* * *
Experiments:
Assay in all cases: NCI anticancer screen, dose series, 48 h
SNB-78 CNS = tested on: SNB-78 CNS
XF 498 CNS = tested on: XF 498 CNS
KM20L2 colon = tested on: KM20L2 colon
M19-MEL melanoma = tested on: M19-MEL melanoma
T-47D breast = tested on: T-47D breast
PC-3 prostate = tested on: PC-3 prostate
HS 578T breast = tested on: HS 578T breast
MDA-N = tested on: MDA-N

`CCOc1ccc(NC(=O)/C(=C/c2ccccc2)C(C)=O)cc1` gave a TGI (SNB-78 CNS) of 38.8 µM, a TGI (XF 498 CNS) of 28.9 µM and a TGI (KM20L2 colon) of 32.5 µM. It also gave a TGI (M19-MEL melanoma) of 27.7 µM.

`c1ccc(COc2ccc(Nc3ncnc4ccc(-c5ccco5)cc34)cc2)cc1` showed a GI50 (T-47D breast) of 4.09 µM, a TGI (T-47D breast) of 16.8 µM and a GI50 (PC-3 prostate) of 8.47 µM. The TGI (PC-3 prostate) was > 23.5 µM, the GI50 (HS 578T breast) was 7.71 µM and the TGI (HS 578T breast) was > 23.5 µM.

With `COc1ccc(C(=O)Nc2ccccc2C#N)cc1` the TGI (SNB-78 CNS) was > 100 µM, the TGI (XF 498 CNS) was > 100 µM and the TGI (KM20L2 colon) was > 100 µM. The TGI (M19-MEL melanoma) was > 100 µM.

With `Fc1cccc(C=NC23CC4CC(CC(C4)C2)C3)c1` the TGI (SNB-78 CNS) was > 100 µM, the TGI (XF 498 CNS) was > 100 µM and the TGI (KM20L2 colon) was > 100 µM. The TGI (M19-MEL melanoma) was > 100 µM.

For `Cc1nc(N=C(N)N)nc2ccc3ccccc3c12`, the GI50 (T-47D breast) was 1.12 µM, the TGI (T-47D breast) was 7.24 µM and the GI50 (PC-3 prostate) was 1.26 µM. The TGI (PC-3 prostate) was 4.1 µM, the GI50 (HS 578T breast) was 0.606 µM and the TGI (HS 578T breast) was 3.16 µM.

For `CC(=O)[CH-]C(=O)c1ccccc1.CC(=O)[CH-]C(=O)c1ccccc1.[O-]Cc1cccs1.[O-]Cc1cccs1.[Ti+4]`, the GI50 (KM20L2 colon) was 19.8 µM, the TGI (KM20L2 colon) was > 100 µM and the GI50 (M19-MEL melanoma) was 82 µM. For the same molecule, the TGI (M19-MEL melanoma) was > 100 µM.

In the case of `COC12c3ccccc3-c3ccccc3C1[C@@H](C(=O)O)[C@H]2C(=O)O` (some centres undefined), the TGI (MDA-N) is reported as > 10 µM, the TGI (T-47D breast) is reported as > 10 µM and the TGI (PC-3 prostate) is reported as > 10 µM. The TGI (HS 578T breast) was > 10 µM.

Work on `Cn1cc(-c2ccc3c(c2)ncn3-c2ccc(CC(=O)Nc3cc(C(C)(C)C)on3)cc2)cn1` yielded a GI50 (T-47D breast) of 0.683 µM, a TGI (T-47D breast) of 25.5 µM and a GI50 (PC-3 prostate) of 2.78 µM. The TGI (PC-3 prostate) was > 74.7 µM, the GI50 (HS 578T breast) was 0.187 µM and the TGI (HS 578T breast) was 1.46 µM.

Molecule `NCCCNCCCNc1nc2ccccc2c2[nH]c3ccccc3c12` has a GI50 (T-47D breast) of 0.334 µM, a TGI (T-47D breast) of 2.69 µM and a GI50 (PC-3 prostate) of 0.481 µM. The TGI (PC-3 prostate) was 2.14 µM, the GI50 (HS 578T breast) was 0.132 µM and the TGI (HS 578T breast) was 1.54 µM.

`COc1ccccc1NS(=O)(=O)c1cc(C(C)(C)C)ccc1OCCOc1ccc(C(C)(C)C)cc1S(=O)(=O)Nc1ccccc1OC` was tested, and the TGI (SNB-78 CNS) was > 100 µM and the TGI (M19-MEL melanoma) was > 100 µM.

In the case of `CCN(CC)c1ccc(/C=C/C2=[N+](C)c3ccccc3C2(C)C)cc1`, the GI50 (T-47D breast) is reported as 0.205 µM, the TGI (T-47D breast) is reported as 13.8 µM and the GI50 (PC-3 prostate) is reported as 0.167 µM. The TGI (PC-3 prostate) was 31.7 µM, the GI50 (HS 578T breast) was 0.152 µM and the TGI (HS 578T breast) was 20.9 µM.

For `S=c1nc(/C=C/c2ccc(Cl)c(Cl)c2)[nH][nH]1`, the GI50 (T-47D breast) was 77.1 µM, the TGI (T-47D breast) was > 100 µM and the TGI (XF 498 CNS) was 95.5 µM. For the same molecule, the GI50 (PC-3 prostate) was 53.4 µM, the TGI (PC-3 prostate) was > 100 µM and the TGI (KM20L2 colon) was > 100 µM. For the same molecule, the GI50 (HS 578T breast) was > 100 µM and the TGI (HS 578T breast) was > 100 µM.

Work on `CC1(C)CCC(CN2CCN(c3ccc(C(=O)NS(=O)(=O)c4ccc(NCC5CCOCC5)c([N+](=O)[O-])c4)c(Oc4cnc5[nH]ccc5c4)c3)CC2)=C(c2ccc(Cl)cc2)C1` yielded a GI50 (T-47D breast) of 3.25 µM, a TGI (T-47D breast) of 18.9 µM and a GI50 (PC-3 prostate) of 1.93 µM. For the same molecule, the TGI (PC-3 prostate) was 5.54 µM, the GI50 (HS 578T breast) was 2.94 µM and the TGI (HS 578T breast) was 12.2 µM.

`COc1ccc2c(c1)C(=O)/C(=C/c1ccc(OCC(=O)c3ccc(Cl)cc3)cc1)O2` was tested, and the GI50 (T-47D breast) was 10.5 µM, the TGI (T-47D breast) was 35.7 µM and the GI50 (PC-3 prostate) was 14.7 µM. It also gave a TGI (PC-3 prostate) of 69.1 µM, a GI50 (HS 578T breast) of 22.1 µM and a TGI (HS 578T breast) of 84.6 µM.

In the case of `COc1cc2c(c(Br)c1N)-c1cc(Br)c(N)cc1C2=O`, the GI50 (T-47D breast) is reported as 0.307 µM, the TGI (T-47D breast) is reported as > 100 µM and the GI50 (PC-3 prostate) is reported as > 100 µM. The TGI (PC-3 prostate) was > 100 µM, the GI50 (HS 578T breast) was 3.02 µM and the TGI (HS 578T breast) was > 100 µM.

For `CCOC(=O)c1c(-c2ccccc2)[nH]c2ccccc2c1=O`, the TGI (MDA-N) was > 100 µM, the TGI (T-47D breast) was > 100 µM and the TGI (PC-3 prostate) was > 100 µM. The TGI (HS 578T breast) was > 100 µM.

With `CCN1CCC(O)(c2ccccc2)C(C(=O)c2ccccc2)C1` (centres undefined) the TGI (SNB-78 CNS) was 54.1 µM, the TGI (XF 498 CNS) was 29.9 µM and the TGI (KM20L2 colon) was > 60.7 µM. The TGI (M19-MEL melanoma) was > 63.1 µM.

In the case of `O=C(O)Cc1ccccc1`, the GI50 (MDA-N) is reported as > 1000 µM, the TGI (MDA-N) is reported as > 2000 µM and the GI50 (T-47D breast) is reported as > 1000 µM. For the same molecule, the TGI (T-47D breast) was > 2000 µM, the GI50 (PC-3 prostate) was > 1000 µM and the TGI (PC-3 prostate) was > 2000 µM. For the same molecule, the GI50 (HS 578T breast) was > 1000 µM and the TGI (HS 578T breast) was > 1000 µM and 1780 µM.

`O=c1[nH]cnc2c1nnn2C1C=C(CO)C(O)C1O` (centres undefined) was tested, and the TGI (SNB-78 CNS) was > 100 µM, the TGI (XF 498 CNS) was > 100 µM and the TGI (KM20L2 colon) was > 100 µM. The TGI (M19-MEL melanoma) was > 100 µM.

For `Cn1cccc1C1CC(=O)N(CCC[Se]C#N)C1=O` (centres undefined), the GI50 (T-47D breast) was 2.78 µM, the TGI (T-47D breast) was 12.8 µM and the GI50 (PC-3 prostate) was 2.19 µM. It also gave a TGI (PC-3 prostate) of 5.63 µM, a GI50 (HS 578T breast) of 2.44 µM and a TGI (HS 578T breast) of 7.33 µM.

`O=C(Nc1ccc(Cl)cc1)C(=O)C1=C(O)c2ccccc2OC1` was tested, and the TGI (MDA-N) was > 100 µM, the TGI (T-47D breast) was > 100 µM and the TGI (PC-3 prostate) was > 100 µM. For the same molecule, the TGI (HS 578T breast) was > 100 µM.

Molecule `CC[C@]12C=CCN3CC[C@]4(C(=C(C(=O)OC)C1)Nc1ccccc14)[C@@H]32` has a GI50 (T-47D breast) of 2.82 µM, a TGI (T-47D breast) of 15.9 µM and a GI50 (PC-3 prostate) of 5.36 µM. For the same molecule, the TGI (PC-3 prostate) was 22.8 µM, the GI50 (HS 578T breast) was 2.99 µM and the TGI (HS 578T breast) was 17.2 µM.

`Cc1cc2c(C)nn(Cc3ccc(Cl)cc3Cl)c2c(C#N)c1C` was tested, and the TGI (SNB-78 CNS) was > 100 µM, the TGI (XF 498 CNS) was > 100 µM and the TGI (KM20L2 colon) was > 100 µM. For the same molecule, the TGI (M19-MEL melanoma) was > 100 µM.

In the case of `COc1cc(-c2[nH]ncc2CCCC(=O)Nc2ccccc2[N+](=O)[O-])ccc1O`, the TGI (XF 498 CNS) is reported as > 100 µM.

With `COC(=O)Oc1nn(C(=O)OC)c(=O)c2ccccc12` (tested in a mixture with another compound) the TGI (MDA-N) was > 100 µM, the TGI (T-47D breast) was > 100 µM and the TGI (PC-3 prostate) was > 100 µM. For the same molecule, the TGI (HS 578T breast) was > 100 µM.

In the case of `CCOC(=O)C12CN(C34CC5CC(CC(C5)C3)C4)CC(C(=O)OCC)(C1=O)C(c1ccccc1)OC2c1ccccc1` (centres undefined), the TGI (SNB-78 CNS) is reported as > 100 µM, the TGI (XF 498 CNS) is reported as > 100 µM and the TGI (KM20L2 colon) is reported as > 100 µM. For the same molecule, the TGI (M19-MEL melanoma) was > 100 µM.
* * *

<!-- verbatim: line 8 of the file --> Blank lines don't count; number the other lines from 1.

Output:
PC-3 prostate = tested on: PC-3 prostate